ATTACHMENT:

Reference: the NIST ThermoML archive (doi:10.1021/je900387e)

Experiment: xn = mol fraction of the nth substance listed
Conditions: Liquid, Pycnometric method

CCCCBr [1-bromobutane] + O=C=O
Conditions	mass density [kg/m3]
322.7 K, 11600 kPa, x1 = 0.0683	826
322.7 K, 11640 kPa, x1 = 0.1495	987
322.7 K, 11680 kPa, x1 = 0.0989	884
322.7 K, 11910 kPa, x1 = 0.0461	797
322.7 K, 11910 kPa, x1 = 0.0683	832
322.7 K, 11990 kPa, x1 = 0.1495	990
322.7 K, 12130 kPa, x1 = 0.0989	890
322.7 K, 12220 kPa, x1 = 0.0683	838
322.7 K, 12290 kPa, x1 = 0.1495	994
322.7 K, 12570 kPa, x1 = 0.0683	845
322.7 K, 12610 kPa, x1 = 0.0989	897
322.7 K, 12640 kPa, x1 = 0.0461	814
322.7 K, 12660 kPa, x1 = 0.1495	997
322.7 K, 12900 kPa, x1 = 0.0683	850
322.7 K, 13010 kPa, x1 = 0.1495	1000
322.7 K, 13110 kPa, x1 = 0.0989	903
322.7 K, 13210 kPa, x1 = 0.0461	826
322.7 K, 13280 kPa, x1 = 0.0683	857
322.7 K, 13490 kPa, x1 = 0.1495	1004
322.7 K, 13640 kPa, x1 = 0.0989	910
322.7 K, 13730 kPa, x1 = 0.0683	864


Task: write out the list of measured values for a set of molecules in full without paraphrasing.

Reference: the NIST ThermoML archive (doi:10.1021/je900387e)

Experiment: xn = mol fraction of the nth substance listed
Conditions: Liquid, Pycnometric method

CCCCBr [1-bromobutane] + O=C=O
Conditions	mass density [kg/m3]
322.7 K, 11600 kPa, x1 = 0.0683	826
322.7 K, 11640 kPa, x1 = 0.1495	987
322.7 K, 11680 kPa, x1 = 0.0989	884
322.7 K, 11910 kPa, x1 = 0.0461	797
322.7 K, 11910 kPa, x1 = 0.0683	832
322.7 K, 11990 kPa, x1 = 0.1495	990
322.7 K, 12130 kPa, x1 = 0.0989	890
322.7 K, 12220 kPa, x1 = 0.0683	838
322.7 K, 12290 kPa, x1 = 0.1495	994
322.7 K, 12570 kPa, x1 = 0.0683	845
322.7 K, 12610 kPa, x1 = 0.0989	897
322.7 K, 12640 kPa, x1 = 0.0461	814
322.7 K, 12660 kPa, x1 = 0.1495	997
322.7 K, 12900 kPa, x1 = 0.0683	850
322.7 K, 13010 kPa, x1 = 0.1495	1000
322.7 K, 13110 kPa, x1 = 0.0989	903
322.7 K, 13210 kPa, x1 = 0.0461	826
322.7 K, 13280 kPa, x1 = 0.0683	857
322.7 K, 13490 kPa, x1 = 0.1495	1004
322.7 K, 13640 kPa, x1 = 0.0989	910
322.7 K, 13730 kPa, x1 = 0.0683	864